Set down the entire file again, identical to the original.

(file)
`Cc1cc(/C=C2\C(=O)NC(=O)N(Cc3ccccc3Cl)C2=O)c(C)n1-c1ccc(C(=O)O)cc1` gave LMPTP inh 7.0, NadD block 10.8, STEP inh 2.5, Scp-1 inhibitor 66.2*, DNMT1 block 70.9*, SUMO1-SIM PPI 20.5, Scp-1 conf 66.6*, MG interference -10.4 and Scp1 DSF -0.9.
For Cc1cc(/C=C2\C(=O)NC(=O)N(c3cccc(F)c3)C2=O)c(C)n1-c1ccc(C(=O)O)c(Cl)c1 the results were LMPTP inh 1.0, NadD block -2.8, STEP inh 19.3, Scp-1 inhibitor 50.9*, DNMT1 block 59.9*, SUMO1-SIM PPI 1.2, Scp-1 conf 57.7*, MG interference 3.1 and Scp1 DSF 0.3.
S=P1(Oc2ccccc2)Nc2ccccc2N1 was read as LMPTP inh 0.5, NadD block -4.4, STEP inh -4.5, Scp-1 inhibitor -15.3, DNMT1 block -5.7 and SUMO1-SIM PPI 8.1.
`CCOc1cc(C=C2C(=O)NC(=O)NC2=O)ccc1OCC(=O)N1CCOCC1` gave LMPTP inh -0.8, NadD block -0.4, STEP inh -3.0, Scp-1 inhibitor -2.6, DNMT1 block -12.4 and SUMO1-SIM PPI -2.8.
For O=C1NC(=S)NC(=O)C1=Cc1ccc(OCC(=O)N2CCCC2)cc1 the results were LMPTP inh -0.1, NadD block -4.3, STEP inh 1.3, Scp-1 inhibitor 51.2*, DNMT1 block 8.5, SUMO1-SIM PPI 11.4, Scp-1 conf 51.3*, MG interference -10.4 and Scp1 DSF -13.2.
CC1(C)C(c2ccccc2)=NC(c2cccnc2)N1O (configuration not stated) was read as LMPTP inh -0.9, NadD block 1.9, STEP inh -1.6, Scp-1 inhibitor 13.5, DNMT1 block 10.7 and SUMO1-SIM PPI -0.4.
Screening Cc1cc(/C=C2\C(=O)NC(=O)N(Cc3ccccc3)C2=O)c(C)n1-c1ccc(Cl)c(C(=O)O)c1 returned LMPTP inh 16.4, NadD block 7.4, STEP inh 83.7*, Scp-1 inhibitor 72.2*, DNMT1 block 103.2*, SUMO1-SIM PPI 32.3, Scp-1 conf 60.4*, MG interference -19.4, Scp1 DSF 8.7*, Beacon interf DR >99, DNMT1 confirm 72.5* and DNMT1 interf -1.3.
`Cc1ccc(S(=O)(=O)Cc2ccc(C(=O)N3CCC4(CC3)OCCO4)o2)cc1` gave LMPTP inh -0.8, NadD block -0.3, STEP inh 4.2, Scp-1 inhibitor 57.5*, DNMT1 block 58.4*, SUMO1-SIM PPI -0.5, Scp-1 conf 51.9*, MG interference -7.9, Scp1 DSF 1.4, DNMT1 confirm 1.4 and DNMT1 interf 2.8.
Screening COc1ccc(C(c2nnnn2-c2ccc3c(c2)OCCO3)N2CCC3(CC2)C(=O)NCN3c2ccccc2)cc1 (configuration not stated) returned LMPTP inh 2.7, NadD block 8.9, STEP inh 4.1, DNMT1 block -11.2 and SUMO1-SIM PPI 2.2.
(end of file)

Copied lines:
`Cc1cc(/C=C2\C(=O)NC(=O)N(Cc3ccccc3Cl)C2=O)c(C)n1-c1ccc(C(=O)O)cc1` gave LMPTP inh 7.0, NadD block 10.8, STEP inh 2.5, Scp-1 inhibitor 66.2*, DNMT1 block 70.9*, SUMO1-SIM PPI 20.5, Scp-1 conf 66.6*, MG interference -10.4 and Scp1 DSF -0.9.
For Cc1cc(/C=C2\C(=O)NC(=O)N(c3cccc(F)c3)C2=O)c(C)n1-c1ccc(C(=O)O)c(Cl)c1 the results were LMPTP inh 1.0, NadD block -2.8, STEP inh 19.3, Scp-1 inhibitor 50.9*, DNMT1 block 59.9*, SUMO1-SIM PPI 1.2, Scp-1 conf 57.7*, MG interference 3.1 and Scp1 DSF 0.3.
S=P1(Oc2ccccc2)Nc2ccccc2N1 was read as LMPTP inh 0.5, NadD block -4.4, STEP inh -4.5, Scp-1 inhibitor -15.3, DNMT1 block -5.7 and SUMO1-SIM PPI 8.1.
`CCOc1cc(C=C2C(=O)NC(=O)NC2=O)ccc1OCC(=O)N1CCOCC1` gave LMPTP inh -0.8, NadD block -0.4, STEP inh -3.0, Scp-1 inhibitor -2.6, DNMT1 block -12.4 and SUMO1-SIM PPI -2.8.
For O=C1NC(=S)NC(=O)C1=Cc1ccc(OCC(=O)N2CCCC2)cc1 the results were LMPTP inh -0.1, NadD block -4.3, STEP inh 1.3, Scp-1 inhibitor 51.2*, DNMT1 block 8.5, SUMO1-SIM PPI 11.4, Scp-1 conf 51.3*, MG interference -10.4 and Scp1 DSF -13.2.
CC1(C)C(c2ccccc2)=NC(c2cccnc2)N1O (configuration not stated) was read as LMPTP inh -0.9, NadD block 1.9, STEP inh -1.6, Scp-1 inhibitor 13.5, DNMT1 block 10.7 and SUMO1-SIM PPI -0.4.
Screening Cc1cc(/C=C2\C(=O)NC(=O)N(Cc3ccccc3)C2=O)c(C)n1-c1ccc(Cl)c(C(=O)O)c1 returned LMPTP inh 16.4, NadD block 7.4, STEP inh 83.7*, Scp-1 inhibitor 72.2*, DNMT1 block 103.2*, SUMO1-SIM PPI 32.3, Scp-1 conf 60.4*, MG interference -19.4, Scp1 DSF 8.7*, Beacon interf DR >99, DNMT1 confirm 72.5* and DNMT1 interf -1.3.
`Cc1ccc(S(=O)(=O)Cc2ccc(C(=O)N3CCC4(CC3)OCCO4)o2)cc1` gave LMPTP inh -0.8, NadD block -0.3, STEP inh 4.2, Scp-1 inhibitor 57.5*, DNMT1 block 58.4*, SUMO1-SIM PPI -0.5, Scp-1 conf 51.9*, MG interference -7.9, Scp1 DSF 1.4, DNMT1 confirm 1.4 and DNMT1 interf 2.8.
Screening COc1ccc(C(c2nnnn2-c2ccc3c(c2)OCCO3)N2CCC3(CC2)C(=O)NCN3c2ccccc2)cc1 (configuration not stated) returned LMPTP inh 2.7, NadD block 8.9, STEP inh 4.1, DNMT1 block -11.2 and SUMO1-SIM PPI 2.2.